things. And would probably sooner or later come to ask you what happens
to it if it dies. And I'm not talking about sex either :)

>> Throughout the life of such a sophisticated organism, its brain
>> recognizes patterns coming from the sensory systems, and generates
>> logical associations between things through logical reasoning. That
>> is, stores basic information of what is known to be true about this or
>> that, and what relationships things have with each others -> a
>> worldview. It needs it to interpretate complex patterns more easily.
>> Upon building a large enough worldview, "self-awareness" emerges.
>>
> Thats is a big leap. From what the Buddhists call the "monkey brain" to
> self awareness. It suggests that there is a complexity to the vast
> experience of human consciousness that isn't going to be answered by
> silicon chips and microscopes.

Yeah yeah, and nothing heavier than air could possibly fly. Except
birds, but they are the absolute perfection of organic matter that
cannot be achieved with synthetic materials. :)

That's not intented as pure sarcasm btw, airplanes vs. birds are
actually very much analogous to how I see the alignment with artificial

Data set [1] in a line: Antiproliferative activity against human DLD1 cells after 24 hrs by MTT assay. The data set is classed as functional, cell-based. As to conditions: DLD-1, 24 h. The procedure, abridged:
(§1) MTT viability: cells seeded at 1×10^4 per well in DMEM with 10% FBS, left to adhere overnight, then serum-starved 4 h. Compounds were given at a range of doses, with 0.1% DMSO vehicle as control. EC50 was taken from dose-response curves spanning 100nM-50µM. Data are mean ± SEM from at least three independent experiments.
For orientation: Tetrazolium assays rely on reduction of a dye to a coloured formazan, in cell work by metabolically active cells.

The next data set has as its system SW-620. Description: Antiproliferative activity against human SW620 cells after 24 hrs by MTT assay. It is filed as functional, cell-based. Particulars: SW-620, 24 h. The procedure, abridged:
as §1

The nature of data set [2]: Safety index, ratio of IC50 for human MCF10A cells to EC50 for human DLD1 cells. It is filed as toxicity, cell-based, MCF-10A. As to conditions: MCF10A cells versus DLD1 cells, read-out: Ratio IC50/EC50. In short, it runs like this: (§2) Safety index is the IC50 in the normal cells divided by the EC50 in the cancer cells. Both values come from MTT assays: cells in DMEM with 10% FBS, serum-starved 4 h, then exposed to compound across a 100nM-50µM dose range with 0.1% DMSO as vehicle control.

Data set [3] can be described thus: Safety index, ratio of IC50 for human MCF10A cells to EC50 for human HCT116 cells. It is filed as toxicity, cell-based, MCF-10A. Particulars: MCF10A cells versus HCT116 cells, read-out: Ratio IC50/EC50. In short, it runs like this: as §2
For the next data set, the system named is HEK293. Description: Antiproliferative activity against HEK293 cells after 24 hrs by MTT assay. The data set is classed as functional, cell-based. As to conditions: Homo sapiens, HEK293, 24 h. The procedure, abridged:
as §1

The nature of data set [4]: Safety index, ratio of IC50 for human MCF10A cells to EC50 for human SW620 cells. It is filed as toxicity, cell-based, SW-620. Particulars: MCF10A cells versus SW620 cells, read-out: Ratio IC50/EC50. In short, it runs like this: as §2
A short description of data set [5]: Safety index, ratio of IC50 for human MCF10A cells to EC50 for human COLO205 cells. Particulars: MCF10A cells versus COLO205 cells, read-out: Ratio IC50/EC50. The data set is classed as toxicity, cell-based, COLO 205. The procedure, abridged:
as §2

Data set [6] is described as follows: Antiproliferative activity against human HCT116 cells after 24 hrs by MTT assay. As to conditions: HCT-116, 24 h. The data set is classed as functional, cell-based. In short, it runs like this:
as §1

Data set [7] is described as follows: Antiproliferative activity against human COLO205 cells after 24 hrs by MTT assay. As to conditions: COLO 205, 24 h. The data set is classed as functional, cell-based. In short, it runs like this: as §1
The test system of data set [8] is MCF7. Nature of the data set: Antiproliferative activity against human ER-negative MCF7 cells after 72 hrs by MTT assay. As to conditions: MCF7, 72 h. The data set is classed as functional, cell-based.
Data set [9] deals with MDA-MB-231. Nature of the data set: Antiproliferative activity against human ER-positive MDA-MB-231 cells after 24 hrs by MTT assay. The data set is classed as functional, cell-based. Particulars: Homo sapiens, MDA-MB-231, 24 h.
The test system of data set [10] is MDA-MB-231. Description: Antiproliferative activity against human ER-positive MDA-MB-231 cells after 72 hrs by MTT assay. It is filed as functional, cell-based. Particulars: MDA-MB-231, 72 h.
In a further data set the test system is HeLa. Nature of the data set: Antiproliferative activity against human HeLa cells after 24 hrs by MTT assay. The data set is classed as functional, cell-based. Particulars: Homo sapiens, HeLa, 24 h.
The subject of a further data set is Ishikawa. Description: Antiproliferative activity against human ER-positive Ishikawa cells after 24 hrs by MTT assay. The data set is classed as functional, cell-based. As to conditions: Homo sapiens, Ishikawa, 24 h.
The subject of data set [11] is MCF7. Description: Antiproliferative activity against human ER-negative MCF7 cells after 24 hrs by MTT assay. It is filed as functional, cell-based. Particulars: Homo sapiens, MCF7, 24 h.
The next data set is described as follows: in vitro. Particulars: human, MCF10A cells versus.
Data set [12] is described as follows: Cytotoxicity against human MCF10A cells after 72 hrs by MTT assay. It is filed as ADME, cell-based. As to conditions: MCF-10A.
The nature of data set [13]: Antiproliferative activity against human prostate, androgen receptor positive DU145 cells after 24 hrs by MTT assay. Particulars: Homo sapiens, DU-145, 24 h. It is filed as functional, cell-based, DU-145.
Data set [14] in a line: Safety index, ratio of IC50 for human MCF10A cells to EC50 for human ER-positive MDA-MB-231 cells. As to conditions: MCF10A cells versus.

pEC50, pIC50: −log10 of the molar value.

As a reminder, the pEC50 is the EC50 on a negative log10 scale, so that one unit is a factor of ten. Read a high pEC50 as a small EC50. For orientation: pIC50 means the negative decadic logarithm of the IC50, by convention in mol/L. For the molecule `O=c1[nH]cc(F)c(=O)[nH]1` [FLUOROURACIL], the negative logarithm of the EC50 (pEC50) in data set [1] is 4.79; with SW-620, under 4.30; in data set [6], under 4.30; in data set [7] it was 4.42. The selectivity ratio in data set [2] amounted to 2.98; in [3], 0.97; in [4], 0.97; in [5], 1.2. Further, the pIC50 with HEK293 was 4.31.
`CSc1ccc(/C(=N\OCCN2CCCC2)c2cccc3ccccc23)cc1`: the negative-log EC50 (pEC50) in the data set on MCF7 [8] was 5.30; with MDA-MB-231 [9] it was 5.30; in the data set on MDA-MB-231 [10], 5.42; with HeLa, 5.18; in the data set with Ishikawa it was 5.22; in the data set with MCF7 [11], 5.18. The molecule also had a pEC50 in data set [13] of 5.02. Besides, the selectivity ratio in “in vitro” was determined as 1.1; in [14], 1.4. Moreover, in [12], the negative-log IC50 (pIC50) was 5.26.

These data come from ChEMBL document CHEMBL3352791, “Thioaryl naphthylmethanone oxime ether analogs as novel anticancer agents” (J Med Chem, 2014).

consciousness and organic consciousness. I don't expect to see an
artificial consciousness to arise from exact replication of brain, just
like airplanes are not replications of birds. I expect to see a process
with a logical structure, capable of real "human" learning, in the exact
sense of the word.

> You may be better served by putting away the books that compare the
> brain to a computer and start looking at art, poetry, music in order
> to better understand your self as a conscious being.

I don't know how it's possible to consume more art than I do, but I'll
be sure to do it if I figure it out ;)

> Of the two alternatives, what philosophy is going to make you most
> worthy to call yourself a thinking human being?

That's a good point and I think that is part of the reason why there is
such a resistance to see the brain as a set of explicit instructions in
any sense. It takes away free will. And technically it does, but
practically, it doesn't. One way to put it is "you are forced to make
the seemingly best decisions at all times". Crap :)

Hmmm, I see I made another avalanche of text... But I hope it was not
unwarranted, and I hope it does clarify my worldview to you a little
better. I hope you can now formulate a reply that rings true better for